Vivid Seats For Sale For $1.5B F1 Enters New Era in '17 Without Ecclestone Cost Of UNC Scandal Nearing $18M Lundquist Profiled On "Sunday Morning" Warriors Bring Awareness To Fraudulent Tickets Auto Club Speedway Celebrates 20th Anniversary Rule Changes Up For Vote At NFL Meetings Shaq Honored With Staples Center Statue Elite Eight Sites Draw Strong Crowds Source: Raiders Stadium Will Cost $200M Less
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Cablevision Industries Inc., is in separate talks with three suitors, including Time Warner, interested in acquiring all or part of the "closely held" cable TV company. Based on the current valuation of cable properties, an acquisition of all of Cablevision Industries would be valued at $2.5-3B. Some familiar with the situation said Time Warner, which has debt totalling $15B, would pay with securities for any transaction. Cablevision CEO Alan Gerry said that Time Warner is one of 3 companies they are talking with seriously. An acquisition of Cablevision by Time Warner would continue Time-Warner's "aggressive expansion" into cable. Adding Cablevision's 1.3M subscribers could boost Time Warner's total subscribers to about 10M, making it a closer second to TCI, the largest cable operator with 10.3M subscribers (Robichaux & Roberts, WALL STREET JOURNAL, 11/4).
Tulsa-based Vyvx will transmit a high-definition TV signal over its fiber optics network to present tonight's Lakers-Pistons game at United Artists theaters in Farmington Hills, MI, and Woodland Hills, CA. The project was designed to demonstrate Pacific Bell's "Cinema of the Future," a program where movies and other events are transmitted via fiber optics cable using digital HDTV signals that show a picture "as sharp as a typical movie picture." Vyvx was chosen to participate in the demo because of its history sending major sporting events and news signals digitally to networks. Vyvx has carried the Super Bowl for the past five years and has also carried the signal of "nearly every other major sporting event" in the U.S. To send the game to theaters, special HD-TV cameras will be placed in the game arena (Mitch Maurer, TULSA WORLD, 11/4). United Artists is working with Pacific Bell in the development of "Cinema of the Future" (Alcatel).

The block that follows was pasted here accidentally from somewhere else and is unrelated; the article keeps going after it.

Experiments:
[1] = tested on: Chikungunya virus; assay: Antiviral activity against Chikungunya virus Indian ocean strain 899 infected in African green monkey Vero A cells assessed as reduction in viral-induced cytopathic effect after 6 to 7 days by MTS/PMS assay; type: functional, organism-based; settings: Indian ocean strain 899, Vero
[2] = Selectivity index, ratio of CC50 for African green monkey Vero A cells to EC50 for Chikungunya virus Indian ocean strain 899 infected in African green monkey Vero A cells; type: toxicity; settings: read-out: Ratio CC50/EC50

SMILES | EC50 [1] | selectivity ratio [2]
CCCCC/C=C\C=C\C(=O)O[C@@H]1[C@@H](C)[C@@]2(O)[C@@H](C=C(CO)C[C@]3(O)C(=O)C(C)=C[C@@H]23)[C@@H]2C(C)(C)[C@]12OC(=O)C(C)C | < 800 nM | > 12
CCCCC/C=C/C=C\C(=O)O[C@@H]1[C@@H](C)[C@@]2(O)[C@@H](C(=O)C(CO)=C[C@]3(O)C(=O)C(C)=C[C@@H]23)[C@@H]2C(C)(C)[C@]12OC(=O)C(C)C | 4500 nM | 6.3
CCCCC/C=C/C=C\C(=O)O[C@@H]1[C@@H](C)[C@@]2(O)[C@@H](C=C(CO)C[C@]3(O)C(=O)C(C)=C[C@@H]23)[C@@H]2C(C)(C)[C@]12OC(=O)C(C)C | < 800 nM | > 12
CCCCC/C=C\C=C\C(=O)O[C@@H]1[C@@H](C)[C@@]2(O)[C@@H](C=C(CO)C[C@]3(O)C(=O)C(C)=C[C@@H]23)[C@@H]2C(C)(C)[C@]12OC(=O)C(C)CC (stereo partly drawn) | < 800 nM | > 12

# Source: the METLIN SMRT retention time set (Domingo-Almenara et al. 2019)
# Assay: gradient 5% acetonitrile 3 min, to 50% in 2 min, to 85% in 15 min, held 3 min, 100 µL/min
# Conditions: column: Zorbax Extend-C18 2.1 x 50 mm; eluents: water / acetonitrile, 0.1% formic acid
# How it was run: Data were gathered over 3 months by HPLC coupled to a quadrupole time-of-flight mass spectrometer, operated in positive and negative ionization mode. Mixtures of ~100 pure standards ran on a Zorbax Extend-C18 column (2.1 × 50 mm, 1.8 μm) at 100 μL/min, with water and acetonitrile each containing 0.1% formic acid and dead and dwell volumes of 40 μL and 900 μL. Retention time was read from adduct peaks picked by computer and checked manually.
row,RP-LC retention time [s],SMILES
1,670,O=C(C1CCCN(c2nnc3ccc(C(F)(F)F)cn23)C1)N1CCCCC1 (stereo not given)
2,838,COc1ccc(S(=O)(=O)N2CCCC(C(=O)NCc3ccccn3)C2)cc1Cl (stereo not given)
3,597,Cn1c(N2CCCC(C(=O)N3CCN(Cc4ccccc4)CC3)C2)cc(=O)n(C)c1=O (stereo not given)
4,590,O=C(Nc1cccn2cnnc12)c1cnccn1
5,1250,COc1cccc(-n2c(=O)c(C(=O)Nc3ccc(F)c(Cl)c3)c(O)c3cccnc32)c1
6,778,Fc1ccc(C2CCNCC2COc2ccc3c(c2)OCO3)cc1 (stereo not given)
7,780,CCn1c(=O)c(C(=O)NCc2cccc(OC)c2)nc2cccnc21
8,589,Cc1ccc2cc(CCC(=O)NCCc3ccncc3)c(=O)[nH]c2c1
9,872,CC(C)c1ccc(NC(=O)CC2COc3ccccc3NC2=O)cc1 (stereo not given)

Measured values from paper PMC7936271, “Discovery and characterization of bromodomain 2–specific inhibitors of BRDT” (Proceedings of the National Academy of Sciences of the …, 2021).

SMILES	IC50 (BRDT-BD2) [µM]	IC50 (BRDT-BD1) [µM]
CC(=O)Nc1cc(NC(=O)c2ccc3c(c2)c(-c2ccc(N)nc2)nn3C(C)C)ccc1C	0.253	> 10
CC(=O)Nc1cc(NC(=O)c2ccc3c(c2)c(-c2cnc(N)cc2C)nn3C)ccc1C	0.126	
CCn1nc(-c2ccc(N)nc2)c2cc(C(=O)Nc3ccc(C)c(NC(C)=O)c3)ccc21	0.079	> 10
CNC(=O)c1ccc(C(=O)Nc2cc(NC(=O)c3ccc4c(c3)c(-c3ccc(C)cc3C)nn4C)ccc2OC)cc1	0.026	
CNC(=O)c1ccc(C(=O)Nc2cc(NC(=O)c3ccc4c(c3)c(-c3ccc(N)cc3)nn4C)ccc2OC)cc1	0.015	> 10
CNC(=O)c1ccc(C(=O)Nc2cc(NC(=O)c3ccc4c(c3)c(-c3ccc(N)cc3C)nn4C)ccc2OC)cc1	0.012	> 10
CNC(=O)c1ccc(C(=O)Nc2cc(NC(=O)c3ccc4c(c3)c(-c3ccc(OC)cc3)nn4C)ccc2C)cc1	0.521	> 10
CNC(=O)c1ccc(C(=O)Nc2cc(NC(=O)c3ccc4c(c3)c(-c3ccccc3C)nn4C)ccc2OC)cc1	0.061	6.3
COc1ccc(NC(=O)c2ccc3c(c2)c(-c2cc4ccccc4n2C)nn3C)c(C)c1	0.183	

The tribute to Michael Jordan on TNT had a 3.3 Nielsen cable rating, about double what TNT gets for a regular-season NBA game (CHICAGO TRIBUNE, 11/4)....The Miami-Temple game on 11/19 can only be viewed live via the Sunshine Network's PPV program (Sunshine)....Prostar Entertainment Network, the nation's first advertising and subscription-based closed-circuit network geared to the out-of-home market, reached an agreement with Cedric Kushner Productions, Ltd. to televise Kushner's two monthly boxing series live to more than 800 commercial establishments and sports bars nationwide (Prostar)....CBS Sports said it will not bid for Wimbledon (Rudy Martzke, USA TODAY, 11/4).
Turner Broadcasting System Inc. "sharply lowered" its losses during the 3rd quarter. While TBS continued to show a net loss, the company's operating profit rose to $88M, up 46% from the same period a year ago. The company attributed its "overall improved finances to three factors": 1) The costs of The Goodwill Games were behind them; 2) TBS took a $306M charge for accounting reasons last year; 3) Higher ad rates and subscriber fees. Most of TBS' segments improved during the quarter. TBS's news operating profits were 20%; the Cartoon Network "registered the best performance in terms of growth in ad revenue and subscribers." Overall, TBS' entertainment group saw its operating profit jump 78%. Most of the improvement was attributed to a "decline in the company's cost" of airing NFL games on TNT. One weak spot was the Braves. TBS "suffered" a $15M operating loss because of the baseball strike (Charles Haddad, ATLANTA CONSTITUTION, 11/4). Last night on "NBR," the quarterly report was characterized differently: TBS "took a hit," reporting a $5M loss which the company attributed to the baseball strike. TBS stock gained 5/8 (PBS, 11/3).